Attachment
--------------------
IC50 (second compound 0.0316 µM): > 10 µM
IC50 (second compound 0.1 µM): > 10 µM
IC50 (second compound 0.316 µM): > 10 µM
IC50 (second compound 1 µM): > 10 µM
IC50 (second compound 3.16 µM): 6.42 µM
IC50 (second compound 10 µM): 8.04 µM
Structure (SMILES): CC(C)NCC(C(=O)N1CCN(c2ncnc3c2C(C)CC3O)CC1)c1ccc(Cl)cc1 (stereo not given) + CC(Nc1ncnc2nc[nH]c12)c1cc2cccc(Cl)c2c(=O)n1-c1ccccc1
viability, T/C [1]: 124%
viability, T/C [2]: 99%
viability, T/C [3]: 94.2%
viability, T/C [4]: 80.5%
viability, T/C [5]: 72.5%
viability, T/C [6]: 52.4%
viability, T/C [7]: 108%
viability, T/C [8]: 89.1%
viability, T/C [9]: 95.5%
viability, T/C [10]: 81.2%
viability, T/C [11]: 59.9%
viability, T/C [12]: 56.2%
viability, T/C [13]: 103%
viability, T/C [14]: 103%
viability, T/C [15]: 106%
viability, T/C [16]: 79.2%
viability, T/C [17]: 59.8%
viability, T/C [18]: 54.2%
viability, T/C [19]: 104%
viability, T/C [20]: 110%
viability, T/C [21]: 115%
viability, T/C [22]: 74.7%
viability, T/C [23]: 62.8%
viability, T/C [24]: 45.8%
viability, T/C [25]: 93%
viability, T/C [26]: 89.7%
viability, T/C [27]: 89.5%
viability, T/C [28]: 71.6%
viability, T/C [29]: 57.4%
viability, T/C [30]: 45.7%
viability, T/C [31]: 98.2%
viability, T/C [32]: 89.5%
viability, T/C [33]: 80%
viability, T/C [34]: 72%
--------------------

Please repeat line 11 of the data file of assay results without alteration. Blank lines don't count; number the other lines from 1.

viability, T/C [4]: 80.5%